Guided Wave Testing GWT
Guided Wave Testing GWT
Guided wave ultrasonic testing detects corrosion damage and other defects over long (10m-50m) distances in piping. A special tool (transducer ring) is clamped around the pipe and transmits guided waves in both directions along the pipe.
Reflected signals from defects and pipe features such as welds are received by the transducer ring and sent to the main unit. Sophisticated processing and analysis software allows trained operators to interpret these signals and report their findings.
Developments to the technology since its introduction in the 1990’s have lead to significant gains in the quality and reliability of test data and better tools for its interpretation. The resulting GUL G3 system operated by Matrix is the most advanced system of its type and offers:
- Tooling designed for easy attachment and use.
- Substantially automated testing: tool and pipe size information is read by the G3 unit to minimise manual operator input. The system checks and calibrates the probes before and after each test to ensure each data set is valid.
Ultrasonic signals swept over the full frequency range, in both directions, in a single shot. In addition to faster, more efficient data acquisition, having all the data in a single file makes analysis faster and more certain. Special, wide frequency probes are available for cases such as buried pipe where attenuation is too high over the standard frequency range.
- Sophisticated software routines help identify and classify signals from the pipe.
- Embedded reporting software allows the operator to analyse the results and produce a report on the spot.
- Enhanced Focusing Capability (EFC) rings (pipes 4” and above) improve defect characterisation and provides colour coded C-Scan type maps of the pipe. In effect, the EFC processing focuses on all reflectors over the entire range of the shot. This improves sensitivity as well as making the guided wave data more understandable to the end user.
- Rigorous operator training and certification with individual electronic keys that activate the system and track its use by each operator.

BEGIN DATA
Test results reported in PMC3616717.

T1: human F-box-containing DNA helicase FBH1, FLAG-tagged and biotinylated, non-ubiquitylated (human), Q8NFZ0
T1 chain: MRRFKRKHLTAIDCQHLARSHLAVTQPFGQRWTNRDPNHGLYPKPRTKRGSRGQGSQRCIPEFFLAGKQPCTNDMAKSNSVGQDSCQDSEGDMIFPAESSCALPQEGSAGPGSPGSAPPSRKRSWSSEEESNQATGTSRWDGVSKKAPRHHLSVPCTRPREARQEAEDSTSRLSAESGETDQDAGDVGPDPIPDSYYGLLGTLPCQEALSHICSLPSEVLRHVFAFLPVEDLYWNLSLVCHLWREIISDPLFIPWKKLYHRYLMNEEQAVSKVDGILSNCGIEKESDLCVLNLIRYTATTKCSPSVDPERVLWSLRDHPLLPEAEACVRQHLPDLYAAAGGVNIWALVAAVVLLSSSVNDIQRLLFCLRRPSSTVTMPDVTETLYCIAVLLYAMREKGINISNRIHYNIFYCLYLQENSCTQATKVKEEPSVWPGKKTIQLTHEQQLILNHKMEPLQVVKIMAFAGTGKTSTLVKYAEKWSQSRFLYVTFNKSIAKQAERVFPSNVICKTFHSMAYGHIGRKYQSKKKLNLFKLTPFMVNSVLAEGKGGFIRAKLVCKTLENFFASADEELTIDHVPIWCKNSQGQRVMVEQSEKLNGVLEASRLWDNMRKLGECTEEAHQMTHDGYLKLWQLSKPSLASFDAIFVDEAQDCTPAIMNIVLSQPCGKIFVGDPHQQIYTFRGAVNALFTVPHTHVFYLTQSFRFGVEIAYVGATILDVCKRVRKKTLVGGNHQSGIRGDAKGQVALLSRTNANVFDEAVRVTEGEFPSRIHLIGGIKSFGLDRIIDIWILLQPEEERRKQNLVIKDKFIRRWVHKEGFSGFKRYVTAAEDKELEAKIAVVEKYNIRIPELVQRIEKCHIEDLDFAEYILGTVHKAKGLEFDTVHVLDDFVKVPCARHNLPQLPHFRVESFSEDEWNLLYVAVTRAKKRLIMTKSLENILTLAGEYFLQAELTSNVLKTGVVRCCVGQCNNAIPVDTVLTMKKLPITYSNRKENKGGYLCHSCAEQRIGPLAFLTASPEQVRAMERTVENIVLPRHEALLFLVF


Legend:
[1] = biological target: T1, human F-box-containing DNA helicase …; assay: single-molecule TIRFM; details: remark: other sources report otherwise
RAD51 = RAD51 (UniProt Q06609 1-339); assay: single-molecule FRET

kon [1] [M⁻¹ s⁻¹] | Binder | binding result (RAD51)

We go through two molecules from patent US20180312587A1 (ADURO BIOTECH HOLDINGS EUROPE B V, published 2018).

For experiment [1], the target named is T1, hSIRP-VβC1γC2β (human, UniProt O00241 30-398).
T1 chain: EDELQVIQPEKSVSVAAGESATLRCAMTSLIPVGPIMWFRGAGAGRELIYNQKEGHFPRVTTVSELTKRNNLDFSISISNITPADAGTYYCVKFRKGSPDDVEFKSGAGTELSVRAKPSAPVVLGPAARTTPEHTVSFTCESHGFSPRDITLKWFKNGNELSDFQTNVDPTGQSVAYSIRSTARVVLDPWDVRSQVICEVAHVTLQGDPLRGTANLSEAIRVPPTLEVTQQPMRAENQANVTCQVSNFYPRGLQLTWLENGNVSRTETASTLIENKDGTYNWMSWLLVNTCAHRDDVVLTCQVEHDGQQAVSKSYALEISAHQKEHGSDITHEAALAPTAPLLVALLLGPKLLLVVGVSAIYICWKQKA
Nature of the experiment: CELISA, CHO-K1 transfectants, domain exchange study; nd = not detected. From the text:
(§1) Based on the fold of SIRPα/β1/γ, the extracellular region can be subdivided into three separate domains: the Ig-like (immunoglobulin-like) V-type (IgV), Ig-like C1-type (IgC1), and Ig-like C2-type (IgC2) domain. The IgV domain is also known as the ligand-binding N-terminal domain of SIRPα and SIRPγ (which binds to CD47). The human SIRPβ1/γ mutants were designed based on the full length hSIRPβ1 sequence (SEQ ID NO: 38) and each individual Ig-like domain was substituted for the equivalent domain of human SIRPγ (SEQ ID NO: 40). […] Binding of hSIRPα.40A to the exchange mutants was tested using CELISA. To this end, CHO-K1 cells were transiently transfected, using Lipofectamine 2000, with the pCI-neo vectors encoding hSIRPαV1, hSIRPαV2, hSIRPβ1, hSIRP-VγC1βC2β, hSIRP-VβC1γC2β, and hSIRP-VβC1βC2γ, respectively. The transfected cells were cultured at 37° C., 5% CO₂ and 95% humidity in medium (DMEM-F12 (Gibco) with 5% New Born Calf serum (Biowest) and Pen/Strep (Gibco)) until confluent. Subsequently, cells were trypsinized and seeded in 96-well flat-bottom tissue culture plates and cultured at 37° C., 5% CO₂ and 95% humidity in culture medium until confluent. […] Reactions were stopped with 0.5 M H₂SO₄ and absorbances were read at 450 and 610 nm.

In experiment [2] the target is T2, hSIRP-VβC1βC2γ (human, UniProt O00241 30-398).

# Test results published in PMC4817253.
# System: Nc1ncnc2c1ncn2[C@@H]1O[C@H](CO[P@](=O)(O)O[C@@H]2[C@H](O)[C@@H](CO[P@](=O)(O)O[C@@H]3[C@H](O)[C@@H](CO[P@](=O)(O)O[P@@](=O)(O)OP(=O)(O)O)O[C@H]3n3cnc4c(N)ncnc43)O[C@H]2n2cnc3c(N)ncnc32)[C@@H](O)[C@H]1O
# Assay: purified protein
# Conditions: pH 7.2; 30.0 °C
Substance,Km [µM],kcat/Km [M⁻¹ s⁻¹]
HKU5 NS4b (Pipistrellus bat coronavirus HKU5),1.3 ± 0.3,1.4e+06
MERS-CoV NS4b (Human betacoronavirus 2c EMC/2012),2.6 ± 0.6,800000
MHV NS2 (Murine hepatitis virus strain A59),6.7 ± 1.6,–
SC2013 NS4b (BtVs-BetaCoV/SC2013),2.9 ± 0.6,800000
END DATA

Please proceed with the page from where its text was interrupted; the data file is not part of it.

Sensitivity and Range
Although guided waves will travel long distances under good conditions (over 100m in uncoated, straight, gas filled pipe) the effective range on most pipes is less (say 5-50m). There are many reasons for this including:
- The effect of coatings: bitumen wrap and similar heavy coatings cause high attenuation.
- Pipe condition: a corroded line scatters the UT signal and reduces range.
- Pipe features such as welds: each weld typically reflects 20% of the signal. If there are no other limiting factors, six welds is the maximum.
- Bends and ‘T’ junctions: distort the signal; you generally cannot test beyond a bend.
- Contents: high viscosity liquids or waxy deposits attenuate the signal.
- Soil conditions: additional attenuation and usually associated with wrapped pipe.
Positioning of the tool is very important in terms of reliable detection of defects in the line. The selection of each test point is based on access, pipe features such as bends and flanges and the estimated test range. Another consideration is the combined dead zone and near-field within ±1m of the tool. This is why it is important to carry out at UT survey of the tool location and ensure the shots overlap.
Sensitivity: A rule of thumb is that the system can detect localised corrosion or defects with a cross-section 5% greater than the general level of corrosion in the pipe. In other words, the sensitivity in terms of minimum detectable defect size depends on overall pipe condition. Sensitivity levels are remarkably high where the pipe is generally in good condition as shown in the example of MIC below.
GUL Level I personnel, equivalent to ASNT LII, have to demonstrate their ability to test pipe, interpret and report results. GUL Level II personnel must have extensive experience as Level I operators and pass a dedicated, one week LII course. Matrix Inspection has three of these highly qualified, experienced individuals and ten Level I technicians, many with additional certification for specialist applications such as road crossings and buried pipe.
Requirements on Site:
- Access to the pipe and removal of about a 1m length of insulation at each test point.
- Surface preparation is usually limited to scraping off loose paint and scale.
- At least 75mm of clearance between pipes to fit the tool. Pipe surface temperature must generally be below 70oC although high temperature (340oC) rings are available